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Arbitration and Mediation Center
Ross-Simons, Inc. v. Citynet Network
Case No. D2003-0971
1. The Parties
The Complainant is Ross-Simons, Inc., United States of America ("USA"). The Respondent is Citynet Network, , USA.
2. The Domain Names and Registrar
The disputed domain names are <rossimon.net>, <wwwrosssimon.com> and
<wwwrosssimons.com>. All are registered with eNom, Inc. of the United States of America.
3. Procedural History
The Complaint was filed with the WIPO Arbitration and Mediation Center (the "Center") on December 8, 2003. On December 9, 2003, the Center transmitted by email to eNom a request for registrar verification in connection with the domain names at issue. The Center obtained verification confirming for each domain name that the Respondent is listed as the registrant and providing the contact details for the administrative, billing, and technical contact. The Center verified that the Complaint satisfied the formal requirements of the Uniform Domain Name Dispute Resolution Policy (the "Policy"), the Rules for Uniform Domain Name Dispute Resolution Policy (the "Rules"), and the WIPO Supplemental Rules for Uniform Domain Name Dispute Resolution Policy (the "Supplemental Rules").
In accordance with the Rules, paragraphs 2(a) and 4(a), the Center formally
notified the Respondent of the Complaint, and the proceedings commenced on December 17, 2004.
In accordance with the Rules, paragraph 5(a), the due date for Response was
January 6, 2004. The Respondent did not submit any response. Accordingly,
the Center notified the Respondent’s default on January 8, 2004.
The Center appointed Jordan S. Weinstein as the sole panelist in this matter
on January 15, 2003. The Panel finds it was properly constituted.
The Panel has submitted the Statement of Acceptance and Declaration of Impartiality
and Independence, as required by the Center to ensure compliance with the Rules,
4. Factual Background
The Plaintiff sells jewelry, tableware, gifts, collectibles, home décor
and related items through retail and outlet stores as well as through mail order
and on-line catalogs under the name ROSS-SIMONS. Complainant owns U.S. Trademark
Registration No. 1,317,429, issued on January 29, 1985 for the mark
ROSS-SIMONS in connection with retail stores and mail-order services specializing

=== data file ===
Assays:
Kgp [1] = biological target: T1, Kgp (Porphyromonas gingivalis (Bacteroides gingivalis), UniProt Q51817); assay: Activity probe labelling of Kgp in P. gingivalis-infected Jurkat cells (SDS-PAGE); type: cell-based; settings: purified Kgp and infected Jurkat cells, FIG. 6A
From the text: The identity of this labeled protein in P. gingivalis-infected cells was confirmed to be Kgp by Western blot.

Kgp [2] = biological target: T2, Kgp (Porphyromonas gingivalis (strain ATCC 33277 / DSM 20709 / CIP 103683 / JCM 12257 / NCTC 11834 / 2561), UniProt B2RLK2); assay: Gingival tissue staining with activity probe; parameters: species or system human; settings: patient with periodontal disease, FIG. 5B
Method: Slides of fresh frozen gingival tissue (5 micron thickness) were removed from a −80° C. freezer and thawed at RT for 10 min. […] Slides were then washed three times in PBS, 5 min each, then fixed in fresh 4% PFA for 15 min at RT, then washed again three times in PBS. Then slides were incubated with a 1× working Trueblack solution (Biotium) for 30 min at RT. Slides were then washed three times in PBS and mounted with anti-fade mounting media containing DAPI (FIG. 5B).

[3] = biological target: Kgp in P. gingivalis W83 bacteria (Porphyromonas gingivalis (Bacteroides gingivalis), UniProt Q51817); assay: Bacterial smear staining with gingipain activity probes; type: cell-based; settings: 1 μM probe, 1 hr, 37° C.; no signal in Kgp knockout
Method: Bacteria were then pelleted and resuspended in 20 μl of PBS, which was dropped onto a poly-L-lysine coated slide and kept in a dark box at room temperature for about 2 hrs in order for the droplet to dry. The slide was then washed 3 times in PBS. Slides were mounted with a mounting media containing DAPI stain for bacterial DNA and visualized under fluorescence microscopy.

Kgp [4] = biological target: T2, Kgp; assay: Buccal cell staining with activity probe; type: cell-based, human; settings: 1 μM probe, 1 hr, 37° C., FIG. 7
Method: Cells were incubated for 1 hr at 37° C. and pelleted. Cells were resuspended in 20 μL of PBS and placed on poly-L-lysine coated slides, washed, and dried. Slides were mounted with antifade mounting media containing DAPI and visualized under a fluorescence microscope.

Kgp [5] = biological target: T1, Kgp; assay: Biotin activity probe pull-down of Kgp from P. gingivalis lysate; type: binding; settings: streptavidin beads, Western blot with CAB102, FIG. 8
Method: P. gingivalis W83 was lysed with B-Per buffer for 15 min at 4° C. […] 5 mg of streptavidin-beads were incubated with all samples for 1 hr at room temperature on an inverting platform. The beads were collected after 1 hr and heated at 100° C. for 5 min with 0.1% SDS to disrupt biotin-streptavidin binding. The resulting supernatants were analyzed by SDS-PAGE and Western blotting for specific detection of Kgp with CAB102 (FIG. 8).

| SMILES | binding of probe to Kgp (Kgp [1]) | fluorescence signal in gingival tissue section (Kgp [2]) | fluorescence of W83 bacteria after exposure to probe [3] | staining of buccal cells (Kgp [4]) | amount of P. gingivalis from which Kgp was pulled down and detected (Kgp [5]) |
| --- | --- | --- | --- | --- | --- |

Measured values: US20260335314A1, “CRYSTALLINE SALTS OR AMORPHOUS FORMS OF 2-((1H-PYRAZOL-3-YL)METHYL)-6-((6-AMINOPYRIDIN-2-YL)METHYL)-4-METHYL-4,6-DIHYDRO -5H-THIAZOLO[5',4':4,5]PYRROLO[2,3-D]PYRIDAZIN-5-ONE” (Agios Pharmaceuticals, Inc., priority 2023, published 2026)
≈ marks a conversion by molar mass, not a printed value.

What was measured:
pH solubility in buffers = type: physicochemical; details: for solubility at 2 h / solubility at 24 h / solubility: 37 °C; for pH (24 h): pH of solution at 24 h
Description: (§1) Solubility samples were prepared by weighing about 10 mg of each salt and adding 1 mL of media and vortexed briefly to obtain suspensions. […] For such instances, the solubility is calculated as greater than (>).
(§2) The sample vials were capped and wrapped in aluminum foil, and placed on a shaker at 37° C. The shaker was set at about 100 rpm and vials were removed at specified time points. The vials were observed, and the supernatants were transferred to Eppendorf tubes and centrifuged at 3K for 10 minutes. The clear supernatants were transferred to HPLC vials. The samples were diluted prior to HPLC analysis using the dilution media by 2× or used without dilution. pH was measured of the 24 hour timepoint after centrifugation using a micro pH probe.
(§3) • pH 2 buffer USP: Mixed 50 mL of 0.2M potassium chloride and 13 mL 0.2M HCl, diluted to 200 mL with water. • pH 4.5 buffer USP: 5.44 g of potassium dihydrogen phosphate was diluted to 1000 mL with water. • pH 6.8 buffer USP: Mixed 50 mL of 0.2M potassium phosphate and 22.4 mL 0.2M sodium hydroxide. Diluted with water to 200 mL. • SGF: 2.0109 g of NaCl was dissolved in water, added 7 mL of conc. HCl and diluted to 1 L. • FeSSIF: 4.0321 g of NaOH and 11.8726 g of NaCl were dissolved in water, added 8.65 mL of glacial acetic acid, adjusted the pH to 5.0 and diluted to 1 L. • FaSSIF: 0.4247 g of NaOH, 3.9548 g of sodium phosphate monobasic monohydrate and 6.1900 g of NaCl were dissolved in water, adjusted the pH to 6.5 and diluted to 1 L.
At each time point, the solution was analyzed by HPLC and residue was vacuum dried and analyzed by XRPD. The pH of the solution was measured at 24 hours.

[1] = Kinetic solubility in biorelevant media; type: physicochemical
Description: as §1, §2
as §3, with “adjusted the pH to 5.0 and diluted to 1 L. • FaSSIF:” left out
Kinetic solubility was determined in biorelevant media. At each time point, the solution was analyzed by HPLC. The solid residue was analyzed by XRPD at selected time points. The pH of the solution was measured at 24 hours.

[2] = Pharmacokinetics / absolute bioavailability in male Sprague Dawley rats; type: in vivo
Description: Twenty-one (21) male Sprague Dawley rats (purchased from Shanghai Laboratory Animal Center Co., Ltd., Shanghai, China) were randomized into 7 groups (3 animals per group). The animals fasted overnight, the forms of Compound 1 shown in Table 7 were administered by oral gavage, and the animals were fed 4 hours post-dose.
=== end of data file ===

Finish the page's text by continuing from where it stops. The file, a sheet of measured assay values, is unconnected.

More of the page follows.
in jewelry, china, silver and gift items. The registration claims first use
of the mark in commerce in July of 1952. The registration is now incontestable.
Respondent has linked each of its three domain names to websites promoting
the sale of giftware, candle holders and accessories through on-line retail
catalogs named BRIGHTCANDLES.COM and CANDLE SHOWCASE.
5. Parties’ Contentions
Complainant asserts that it has sold fine jewelry, tableware, gifts, collectibles,
home décor and related items under the name ROSS-SIMONS for over fifty
years. Complainant’s items are sold through retail and outlet stores of the
same name, as well as through mail-order and on-line catalogs of the same name.
Complainant asserts that it mails more than sixty-million ROSS-SIMONS catalogs
to consumers each year, and its on-line catalog, located at "www.ross-simons.com",
reaches millions of customers. Complainant asserts that it has built up substantial
value and good will in its ROSS-SIMONS mark and registration, by virtue of its
continuous and exclusive use of the mark since at least as early as 1954. Complainant
asserts it has established a strong customer base and is known throughout its
trading area as a provider of quality jewelry, tableware, collectibles, home
décor and related items, and retail store, mail-order and on-line catalog
Complainant registered the domain name <ross-simons.com> on May 16, 1996
and has operated a website with an on-line catalog from this Internet address
since at least December of that year. Complainant’s registered trademark ROSS-SIMONS
is featured prominently on the website, and has been so featured since the website
was first uploaded in December of 1996. Complainant’s website advertises, promotes
and sells Complainant’s jewelry, tableware, collectibles, home décor
and related items. In addition, the website communicates special events and
promotions to Complainant’s customers, provides customer service information,
and allows customers to create and edit registries for weddings and other special
occasions, and to search the registries of others on the website.
Complainant asserts that Respondent registered the Internet domain names <rossimon.net>,
<wwwrosssimon.com> and <wwwrosssimons.com> in or around April of
2003, with the domain name registrar eNom, Inc. These domain names were registered,
of course, long after Complainant first used and registered its ROSS-SIMONS
mark and domain name. Subsequently, Respondent began using the domain names
<wwwrosssimons.com> and <wwwrosssimon.com> to point to its website
featuring an on-line catalog named BRIGHTCANDLES.COM. About the same time, Respondent
began using the domain name <rossimon.net> to point to a website catalog
named CANDLE SHOWCASE, which advertises and sells a variety of candles, candle
holders, candle accessories and related items. On each of Respondent’s websites,
Respondent advertises and sells a variety of candles, candle holders, candle
accessories and related items. Complainant asserts that the items sold on Respondent’s
BRIGHTCANDLES.COM on-line catalog are virtually identical to or of the same
type of giftware as that featured or sold by Complainant in its on-line catalog,